Seurat detail

detail of a crop from Georges Seurat’s “La Parade de Cirque”

In the close-up detail on the left, you can see a wide variety of colors–yellow, orange, red, different shades of blue, and shades of green–but take a look at the upper left corner of the crop on the right. That’s where this close-up comes from. But, when we’re a bit further away, we see the dots begin to blend into a warm shade of green. And check out how blended everything becomes when we take another proverbial step back to look at the painting as a whole:

3716

Georges Seurat, “La Parade de Cirque”

Examples from art history:

Fun fact: when I (Pam) was in the eighth grade, my art teacher taught us our first art history mnemonic device with the rhyme “Seurat knew a lot about dots.” Yes, indeed he did! Seurat’s “A Sunday Afternoon on the Island of La Grande Jatte” is probably one of the most well-known pointillist images ever:

A_Sunday_on_La_Grande_Jatte,_Georges_Seurat,_1884

Georges Seurat, “A Sunday Afternoon on the Island of La Grande Jatte”

Georges Seurat and Paul Signac were the original pioneers of the use of pointillism, referring to it as Neo-Impressionism. “Pointillism” was actually a derisive word coined by art critics, but the connotation of the word is no longer mocking. Many artists began to experiment with this technique, including Vincent Van Gogh, Camille Pissarro, and Maximilien Luce, among many others. Later, a group known as the Divisionists would tweak the idea by using larger, more square brushstrokes to create similar blended colors and patterns.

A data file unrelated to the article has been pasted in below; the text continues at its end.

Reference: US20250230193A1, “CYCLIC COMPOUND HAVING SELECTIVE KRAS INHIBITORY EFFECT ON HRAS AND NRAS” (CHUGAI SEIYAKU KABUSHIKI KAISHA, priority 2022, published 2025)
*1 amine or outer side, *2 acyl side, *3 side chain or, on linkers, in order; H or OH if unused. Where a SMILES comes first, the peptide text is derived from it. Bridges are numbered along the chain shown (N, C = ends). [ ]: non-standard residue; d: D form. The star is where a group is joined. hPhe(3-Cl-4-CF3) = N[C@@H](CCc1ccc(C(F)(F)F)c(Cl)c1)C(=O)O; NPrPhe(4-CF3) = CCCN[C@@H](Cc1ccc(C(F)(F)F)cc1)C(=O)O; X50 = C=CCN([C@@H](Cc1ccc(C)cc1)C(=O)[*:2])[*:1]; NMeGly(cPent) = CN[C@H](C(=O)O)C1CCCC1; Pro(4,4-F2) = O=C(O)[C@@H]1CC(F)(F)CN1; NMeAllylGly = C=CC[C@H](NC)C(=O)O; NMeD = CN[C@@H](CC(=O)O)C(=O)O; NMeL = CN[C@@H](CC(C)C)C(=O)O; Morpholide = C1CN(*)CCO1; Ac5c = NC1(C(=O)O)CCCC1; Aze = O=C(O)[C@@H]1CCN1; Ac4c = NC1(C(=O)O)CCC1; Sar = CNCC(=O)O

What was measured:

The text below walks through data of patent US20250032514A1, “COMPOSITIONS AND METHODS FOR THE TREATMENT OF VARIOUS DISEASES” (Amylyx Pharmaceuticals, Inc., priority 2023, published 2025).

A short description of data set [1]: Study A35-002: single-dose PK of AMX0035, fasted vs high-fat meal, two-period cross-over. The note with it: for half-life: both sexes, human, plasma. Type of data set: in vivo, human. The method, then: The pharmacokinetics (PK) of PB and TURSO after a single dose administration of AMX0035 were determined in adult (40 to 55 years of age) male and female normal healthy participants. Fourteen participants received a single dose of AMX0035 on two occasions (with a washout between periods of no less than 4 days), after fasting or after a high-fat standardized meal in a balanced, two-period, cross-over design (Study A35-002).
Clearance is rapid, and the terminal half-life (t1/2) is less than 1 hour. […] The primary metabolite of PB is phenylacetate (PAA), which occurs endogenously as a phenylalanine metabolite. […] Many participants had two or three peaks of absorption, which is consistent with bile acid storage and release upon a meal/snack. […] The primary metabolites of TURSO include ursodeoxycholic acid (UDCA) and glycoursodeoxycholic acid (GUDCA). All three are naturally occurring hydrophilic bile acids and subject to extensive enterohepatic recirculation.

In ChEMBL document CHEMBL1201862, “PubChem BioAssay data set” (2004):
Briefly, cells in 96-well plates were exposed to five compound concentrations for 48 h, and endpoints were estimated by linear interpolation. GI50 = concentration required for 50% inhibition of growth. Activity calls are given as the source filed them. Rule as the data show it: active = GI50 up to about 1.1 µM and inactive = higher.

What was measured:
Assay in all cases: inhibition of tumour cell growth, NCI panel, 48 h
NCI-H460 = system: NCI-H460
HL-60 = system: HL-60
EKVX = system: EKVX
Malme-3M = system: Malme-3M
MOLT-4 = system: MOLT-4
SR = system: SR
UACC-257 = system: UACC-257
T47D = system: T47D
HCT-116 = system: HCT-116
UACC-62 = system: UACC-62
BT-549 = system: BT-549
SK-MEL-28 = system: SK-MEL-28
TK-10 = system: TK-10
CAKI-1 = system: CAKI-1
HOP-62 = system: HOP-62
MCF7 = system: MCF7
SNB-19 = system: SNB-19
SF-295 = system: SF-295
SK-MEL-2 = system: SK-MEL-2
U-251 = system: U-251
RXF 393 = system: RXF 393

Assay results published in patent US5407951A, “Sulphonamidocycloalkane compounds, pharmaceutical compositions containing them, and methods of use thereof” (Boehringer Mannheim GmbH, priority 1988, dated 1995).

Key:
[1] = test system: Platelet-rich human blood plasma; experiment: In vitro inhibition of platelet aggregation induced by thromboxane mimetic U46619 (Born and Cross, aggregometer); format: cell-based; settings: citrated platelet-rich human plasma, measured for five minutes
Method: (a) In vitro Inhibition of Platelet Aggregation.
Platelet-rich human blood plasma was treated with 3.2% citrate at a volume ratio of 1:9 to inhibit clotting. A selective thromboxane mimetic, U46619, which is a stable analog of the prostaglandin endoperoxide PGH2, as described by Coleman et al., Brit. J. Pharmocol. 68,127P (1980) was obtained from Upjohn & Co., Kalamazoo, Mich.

AH Collage

(left) Vincent van Gogh, Self-portrait; (middle) Paul Signac, “Le Clipper, Asnieres”; (right) Camille Pissarro, “Apple Picking at Eragny-sur-Epte”

And now, for some brand new examples from Principle Gallery this year!

We are always thrilled to introduce you all to a new artist, and this Technique Tuesday post seemed like a great opportunity to introduce you to Gilbert Gorski, who brought us some incredible, brand new paintings this week! Gilbert utilizes pointillism extensively, particularly in his very wide, very realistic landscapes of trees. (Don’t forget- you can click on the images below to get a better look!)

Gilbert Gorski, “Teneramenta”

The dots are by no means easy to see on a photo like that! Our eye visually blends them and the colors and light almost take on a shimmering quality! Here’s a detail, though, to show you what you might not see in that image:

detail, “Teneramenta”

And here’s another painting, with another close-up detail below!

Gilbert Gorski, “Rinforzando”

detail, “Rinforzando”

 

To see the rest of Gilbert’s work currently at Principle Gallery, visit his page on our website by clicking here! And if you’re in the area, definitely come by to see these beauties in person– trust  me, nothing compares to the real thing!

Technique Tuesday: Glazing

What is it?